I’ve been reading a lot (big surprise) and listening to some Catholic radio and heard just the other day about someone the Catholic church believes is a heretic: Marcion of Sinope. On Catholic radio, Fr. John Corapi made the interesting but arrogant comment that the Catholic church teaches that Protestantism stems from Marcion’s “heretical” teachings. (I put the word “heretical” in quotes because really, one person’s heretic is another person’s reformer). Specifically, Fr. Corapi cited the doctrine that some Calvinist believe: that the New Testament covenant has superseded the Old Testament covenant. Marcion also contended that Paul was the true founder of Protestantism and used only his epistles and the Gospel of Luke as true scriptures. Now the fact that the Catholic church can just make these pronouncements as blanket dismissals of those they deem heretical is astounding to me. The absolute certainty that they are right has always been the biggest turnoff when it comes to any religion (although political parties run a close second to such arrogance). When I think of the condemnation and sometimes death such “heretics” endured at the hands of monolithic religions, I cringe. But these “heretics” deserve mention precisely because they bucked the system.
Marcion was one of these heretics. So, I looked up good old Marcion on the internet and found some interesting facts (depending on whose article it is). Marcion, although not completely a Gnostic in the fullest sense, believed as the Gnostics did that the God of the Old Testament was not the same God that Jesus worshiped. This is interesting, because many, many atheists and agnostics contend this very thing. Even I have found a huge discrepancy between how the God of the Old Testament is perceived by the Jews and how the God of the New Testament is perceived by Jesus and the apostles. Of course this could be explained very easily. Our ideas about God evolve as naturally as nature does. The Jews’ God is one that protected their nation at all costs, even at the expense of other tribes and nations. War was a fact of life for them. They believed that God sanctioned their illegal entry into other nations’ territories. They also believed that God sanctioned the murder of these nations and tribes so that they could take over the land that they thought God gave them. However, they could have been wrong. They never admitted it, but they could have been wrong. Lots of people believe God talks to them and tells them to do things, but we don’t believe everything they say. Why should we then take the Old Testament at face value, as infallible? Why can it not just be a record of one people’s struggle to believe in God?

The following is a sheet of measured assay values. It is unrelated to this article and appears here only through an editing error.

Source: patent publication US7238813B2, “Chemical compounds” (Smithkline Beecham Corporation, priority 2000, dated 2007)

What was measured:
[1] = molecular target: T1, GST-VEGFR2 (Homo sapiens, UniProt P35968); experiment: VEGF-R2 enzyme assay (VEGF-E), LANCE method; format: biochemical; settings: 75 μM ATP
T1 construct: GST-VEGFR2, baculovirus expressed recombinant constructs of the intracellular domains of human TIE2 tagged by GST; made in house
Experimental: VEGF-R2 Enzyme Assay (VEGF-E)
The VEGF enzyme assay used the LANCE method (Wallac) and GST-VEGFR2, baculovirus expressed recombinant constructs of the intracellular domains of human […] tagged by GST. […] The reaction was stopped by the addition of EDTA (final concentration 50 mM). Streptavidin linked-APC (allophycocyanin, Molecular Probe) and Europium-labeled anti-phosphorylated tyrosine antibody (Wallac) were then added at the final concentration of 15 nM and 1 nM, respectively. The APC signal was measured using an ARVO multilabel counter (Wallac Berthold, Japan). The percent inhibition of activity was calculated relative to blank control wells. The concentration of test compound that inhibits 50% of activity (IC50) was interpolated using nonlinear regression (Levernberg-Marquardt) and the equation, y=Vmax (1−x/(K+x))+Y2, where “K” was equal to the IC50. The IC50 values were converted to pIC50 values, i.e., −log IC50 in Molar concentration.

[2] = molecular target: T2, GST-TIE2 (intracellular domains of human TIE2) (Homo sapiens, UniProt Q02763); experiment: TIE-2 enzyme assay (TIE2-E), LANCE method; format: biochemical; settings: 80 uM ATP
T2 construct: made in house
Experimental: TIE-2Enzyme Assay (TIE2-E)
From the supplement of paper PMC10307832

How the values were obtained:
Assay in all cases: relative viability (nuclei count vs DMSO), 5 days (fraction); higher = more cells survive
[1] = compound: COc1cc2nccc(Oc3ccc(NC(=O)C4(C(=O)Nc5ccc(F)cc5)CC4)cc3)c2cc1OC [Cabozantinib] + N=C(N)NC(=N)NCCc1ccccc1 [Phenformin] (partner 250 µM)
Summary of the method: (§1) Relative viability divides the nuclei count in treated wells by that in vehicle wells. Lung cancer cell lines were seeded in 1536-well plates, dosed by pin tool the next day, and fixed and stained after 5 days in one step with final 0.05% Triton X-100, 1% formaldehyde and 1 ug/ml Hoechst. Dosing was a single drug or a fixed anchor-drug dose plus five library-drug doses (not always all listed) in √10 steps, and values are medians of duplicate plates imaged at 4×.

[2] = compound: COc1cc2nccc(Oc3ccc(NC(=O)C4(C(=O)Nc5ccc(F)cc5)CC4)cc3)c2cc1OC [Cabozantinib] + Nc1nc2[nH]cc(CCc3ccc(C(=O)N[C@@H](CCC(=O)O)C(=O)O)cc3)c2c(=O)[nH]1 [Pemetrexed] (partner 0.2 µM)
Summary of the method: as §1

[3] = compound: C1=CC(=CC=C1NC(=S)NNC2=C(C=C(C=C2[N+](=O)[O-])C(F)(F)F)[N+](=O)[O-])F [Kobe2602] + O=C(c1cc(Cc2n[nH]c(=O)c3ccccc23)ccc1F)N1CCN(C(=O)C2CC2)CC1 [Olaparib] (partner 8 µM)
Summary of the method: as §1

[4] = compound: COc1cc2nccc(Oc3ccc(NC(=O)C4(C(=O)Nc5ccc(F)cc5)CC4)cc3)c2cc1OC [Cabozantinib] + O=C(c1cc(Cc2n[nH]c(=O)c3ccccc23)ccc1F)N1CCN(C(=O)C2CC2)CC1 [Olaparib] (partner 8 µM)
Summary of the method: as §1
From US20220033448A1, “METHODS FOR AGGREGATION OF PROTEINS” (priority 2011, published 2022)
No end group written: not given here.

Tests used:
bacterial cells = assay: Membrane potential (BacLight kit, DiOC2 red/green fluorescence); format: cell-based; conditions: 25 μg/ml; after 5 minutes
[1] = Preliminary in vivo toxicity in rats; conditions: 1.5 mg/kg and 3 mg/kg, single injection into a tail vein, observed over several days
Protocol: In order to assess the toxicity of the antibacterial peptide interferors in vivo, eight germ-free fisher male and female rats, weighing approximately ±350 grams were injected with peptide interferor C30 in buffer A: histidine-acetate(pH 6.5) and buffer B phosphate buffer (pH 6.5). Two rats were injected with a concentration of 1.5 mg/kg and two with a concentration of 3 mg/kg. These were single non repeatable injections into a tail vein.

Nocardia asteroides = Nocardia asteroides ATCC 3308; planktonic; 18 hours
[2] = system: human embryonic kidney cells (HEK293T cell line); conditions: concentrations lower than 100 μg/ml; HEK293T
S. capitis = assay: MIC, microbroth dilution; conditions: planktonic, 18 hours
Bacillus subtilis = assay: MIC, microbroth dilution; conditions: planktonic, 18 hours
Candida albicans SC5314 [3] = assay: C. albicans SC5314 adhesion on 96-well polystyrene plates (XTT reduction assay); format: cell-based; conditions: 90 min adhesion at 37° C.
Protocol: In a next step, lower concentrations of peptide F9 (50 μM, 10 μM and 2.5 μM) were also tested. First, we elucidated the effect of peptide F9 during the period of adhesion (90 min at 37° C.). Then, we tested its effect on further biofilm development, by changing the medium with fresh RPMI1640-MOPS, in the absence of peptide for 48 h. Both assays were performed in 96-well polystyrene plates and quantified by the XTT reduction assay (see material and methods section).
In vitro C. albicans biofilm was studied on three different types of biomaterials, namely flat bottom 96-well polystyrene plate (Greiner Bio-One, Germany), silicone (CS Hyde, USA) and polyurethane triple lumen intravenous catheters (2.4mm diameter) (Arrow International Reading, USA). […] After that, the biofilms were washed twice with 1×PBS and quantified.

Apparently, Jesus believed God spoke to him directly and others attested to this fact at his baptism:
(Luk 3:22 GNB) and the Holy Spirit came down upon him in bodily form like a dove. And a voice came from heaven, “You are my own dear Son. I am pleased with you.”
Many believers accept this testimony as proof that Jesus was telling the truth. So, in order to accept the inspiration of the Scriptures, do you have to accept the God portrayed by the Jews or the God portrayed by Jesus, if indeed you believe they are different? Marcion believed that the latest revelation found in Jesus Christ was binding. Jesus’ ethics were obviously different enough from the Jews’ normal way of doing things or we would not have ever heard of him, let alone worship him. Jesus was surrounded by factions of Jews who believed different things about the resurrection. The Pharisees believed in a resurrection, the Sadducees didn’t (Mark 12:18). Others believed you had to worship in synagogues. Others didn’t (John 4). I can see how Marcion came to the conclusion that the God Christians worshiped was different than the O.T. God, but what led him to question it and why can’t we question it too?